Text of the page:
"The exterior should express a shell protecting this very precious interior space of the iX, which we believe is a very new approach in the car industry," he explained.

"It shouldn't look like a machine, it shouldn't look like a cockpit of an aeroplane, it should look more like a boutique hotel."

In line with this philosophy, the car's high-tech features are strategically concealed throughout the interior to create a clean, pared-back look.

BMW's answer to calm technology, this so-called "shy tech" includes buttons embedded into a central wooden console and speakers hidden behind textile covers.

"A luxury product must be sustainable in the future."

Sales of sports activity vehicles and SUVs have boomed recently and are the second largest cause of increased carbon dioxide emissions over the last decade, according to a recent report.

Dukec said that sales had grown "enormously" during the pandemic as people switched from public transport to private vehicles.

The BMW iX offers a way to meet people's needs in a sustainable way, he claimed, while proving that a bigger car doesn't always have to be worse for the environment.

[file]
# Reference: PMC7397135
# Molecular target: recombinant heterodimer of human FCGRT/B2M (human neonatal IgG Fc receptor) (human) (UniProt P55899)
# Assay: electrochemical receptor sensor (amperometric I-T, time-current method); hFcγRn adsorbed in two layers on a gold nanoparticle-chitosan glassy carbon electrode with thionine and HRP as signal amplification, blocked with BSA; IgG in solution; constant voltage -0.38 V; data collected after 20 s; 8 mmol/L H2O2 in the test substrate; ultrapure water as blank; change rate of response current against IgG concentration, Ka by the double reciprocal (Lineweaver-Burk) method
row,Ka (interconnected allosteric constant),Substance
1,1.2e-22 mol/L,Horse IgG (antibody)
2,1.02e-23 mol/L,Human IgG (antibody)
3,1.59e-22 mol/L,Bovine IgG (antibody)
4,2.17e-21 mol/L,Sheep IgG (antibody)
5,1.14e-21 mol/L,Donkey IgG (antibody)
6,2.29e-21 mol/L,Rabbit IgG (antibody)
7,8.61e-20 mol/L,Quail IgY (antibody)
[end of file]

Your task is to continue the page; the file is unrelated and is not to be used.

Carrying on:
"A small apartment in Paris, which is old, is maybe less sustainable than a 500-square-metre villa, which is under new requirements very efficiently designed," Dukec explained.

Beyond using two electric motors, the materials specified throughout the iX were chosen to minimise the car's environmental impact, he said.

This includes the lightweight carbon-fibre shell, the recycled textile floor matt and a console made from responsibly-sourced wood. The traditional leather upholstery is replaced with micro fabrics.

Going forward, Dukec said, his ambition is to create a car that follows the principles of the circular economy. "BMW is convinced that we have to achieve something like this," he said.

"A luxury product must be sustainable in the future. And we believe that this is inevitable."